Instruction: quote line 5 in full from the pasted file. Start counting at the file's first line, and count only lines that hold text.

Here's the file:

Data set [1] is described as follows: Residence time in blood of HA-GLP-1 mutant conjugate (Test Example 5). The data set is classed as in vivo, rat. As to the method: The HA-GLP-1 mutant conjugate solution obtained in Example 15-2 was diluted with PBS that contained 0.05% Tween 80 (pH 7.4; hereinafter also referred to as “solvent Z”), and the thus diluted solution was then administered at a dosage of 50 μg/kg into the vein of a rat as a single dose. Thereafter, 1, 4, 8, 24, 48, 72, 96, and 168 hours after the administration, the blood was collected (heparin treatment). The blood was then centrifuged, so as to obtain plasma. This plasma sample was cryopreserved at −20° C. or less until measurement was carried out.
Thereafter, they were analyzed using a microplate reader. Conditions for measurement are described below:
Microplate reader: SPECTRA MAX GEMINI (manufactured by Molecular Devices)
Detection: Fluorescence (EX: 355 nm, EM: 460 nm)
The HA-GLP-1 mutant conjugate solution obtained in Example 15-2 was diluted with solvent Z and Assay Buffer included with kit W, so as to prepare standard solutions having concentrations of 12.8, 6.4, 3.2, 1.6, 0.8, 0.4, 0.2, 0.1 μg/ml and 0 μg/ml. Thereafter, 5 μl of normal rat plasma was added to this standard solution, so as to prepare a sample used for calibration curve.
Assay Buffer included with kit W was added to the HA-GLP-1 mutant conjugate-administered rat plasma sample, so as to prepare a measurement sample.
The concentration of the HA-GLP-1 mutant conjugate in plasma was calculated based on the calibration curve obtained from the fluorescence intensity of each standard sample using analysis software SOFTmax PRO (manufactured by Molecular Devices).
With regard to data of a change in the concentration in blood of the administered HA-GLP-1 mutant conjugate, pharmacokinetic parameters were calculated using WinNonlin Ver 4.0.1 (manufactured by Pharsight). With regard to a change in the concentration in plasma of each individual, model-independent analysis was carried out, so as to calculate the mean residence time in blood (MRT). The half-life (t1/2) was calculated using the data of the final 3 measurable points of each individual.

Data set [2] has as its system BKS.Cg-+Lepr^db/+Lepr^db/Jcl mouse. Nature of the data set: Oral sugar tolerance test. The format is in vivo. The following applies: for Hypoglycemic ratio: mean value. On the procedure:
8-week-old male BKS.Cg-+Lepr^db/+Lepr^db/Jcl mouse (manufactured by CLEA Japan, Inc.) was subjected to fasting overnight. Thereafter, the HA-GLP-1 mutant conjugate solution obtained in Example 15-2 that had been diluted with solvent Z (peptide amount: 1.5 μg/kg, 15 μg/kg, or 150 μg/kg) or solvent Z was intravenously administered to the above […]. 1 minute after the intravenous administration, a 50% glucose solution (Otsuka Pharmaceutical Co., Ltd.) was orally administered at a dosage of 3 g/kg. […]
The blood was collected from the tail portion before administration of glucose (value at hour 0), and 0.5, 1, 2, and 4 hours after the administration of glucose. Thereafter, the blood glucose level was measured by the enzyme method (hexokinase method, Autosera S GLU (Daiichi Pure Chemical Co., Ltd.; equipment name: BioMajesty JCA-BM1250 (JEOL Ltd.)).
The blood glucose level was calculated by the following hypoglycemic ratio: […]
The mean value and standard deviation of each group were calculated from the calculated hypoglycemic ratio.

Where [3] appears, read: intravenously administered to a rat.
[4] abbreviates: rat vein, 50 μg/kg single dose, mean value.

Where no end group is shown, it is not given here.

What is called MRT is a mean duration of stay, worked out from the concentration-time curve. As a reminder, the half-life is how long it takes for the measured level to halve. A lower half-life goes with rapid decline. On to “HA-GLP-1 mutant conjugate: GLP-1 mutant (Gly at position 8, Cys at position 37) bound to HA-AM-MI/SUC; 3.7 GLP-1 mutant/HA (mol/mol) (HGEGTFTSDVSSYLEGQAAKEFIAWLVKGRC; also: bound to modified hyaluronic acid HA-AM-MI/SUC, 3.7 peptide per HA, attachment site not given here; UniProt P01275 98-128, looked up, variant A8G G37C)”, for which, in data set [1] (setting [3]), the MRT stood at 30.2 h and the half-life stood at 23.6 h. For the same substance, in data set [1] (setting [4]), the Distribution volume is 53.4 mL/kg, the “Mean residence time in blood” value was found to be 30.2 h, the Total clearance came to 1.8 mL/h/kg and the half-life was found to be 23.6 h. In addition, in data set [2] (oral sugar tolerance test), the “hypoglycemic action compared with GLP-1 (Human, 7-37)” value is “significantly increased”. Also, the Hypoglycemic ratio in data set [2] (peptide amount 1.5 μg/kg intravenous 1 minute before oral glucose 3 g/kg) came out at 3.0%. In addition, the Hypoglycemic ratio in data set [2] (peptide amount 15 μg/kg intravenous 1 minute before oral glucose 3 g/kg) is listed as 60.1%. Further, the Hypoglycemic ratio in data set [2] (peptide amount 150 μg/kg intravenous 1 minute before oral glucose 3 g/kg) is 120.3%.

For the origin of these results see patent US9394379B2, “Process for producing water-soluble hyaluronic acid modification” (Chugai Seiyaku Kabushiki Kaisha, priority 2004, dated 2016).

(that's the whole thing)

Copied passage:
The HA-GLP-1 mutant conjugate solution obtained in Example 15-2 was diluted with solvent Z and Assay Buffer included with kit W, so as to prepare standard solutions having concentrations of 12.8, 6.4, 3.2, 1.6, 0.8, 0.4, 0.2, 0.1 μg/ml and 0 μg/ml. Thereafter, 5 μl of normal rat plasma was added to this standard solution, so as to prepare a sample used for calibration curve.